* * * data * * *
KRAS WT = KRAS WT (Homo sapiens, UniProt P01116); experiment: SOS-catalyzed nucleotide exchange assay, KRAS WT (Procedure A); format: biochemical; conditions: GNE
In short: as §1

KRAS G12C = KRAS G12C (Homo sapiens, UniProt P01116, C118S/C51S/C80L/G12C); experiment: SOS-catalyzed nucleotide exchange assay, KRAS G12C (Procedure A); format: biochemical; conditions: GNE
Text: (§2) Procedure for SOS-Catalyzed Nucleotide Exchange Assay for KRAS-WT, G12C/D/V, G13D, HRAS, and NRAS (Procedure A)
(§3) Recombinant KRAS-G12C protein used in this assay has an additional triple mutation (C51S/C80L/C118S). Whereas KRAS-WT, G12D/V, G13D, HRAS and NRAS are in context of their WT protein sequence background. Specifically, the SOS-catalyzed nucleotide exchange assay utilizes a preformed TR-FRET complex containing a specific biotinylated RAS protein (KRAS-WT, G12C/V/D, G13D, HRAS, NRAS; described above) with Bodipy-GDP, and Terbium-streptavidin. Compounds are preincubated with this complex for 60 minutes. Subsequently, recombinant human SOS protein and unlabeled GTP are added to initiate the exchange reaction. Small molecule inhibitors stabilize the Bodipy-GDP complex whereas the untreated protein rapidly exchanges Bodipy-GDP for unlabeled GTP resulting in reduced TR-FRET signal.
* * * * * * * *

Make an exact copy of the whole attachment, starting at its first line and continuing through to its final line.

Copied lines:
KRAS WT = KRAS WT (Homo sapiens, UniProt P01116); experiment: SOS-catalyzed nucleotide exchange assay, KRAS WT (Procedure A); format: biochemical; conditions: GNE
In short: as §1

KRAS G12C = KRAS G12C (Homo sapiens, UniProt P01116, C118S/C51S/C80L/G12C); experiment: SOS-catalyzed nucleotide exchange assay, KRAS G12C (Procedure A); format: biochemical; conditions: GNE
Text: (§2) Procedure for SOS-Catalyzed Nucleotide Exchange Assay for KRAS-WT, G12C/D/V, G13D, HRAS, and NRAS (Procedure A)
(§3) Recombinant KRAS-G12C protein used in this assay has an additional triple mutation (C51S/C80L/C118S). Whereas KRAS-WT, G12D/V, G13D, HRAS and NRAS are in context of their WT protein sequence background. Specifically, the SOS-catalyzed nucleotide exchange assay utilizes a preformed TR-FRET complex containing a specific biotinylated RAS protein (KRAS-WT, G12C/V/D, G13D, HRAS, NRAS; described above) with Bodipy-GDP, and Terbium-streptavidin. Compounds are preincubated with this complex for 60 minutes. Subsequently, recombinant human SOS protein and unlabeled GTP are added to initiate the exchange reaction. Small molecule inhibitors stabilize the Bodipy-GDP complex whereas the untreated protein rapidly exchanges Bodipy-GDP for unlabeled GTP resulting in reduced TR-FRET signal.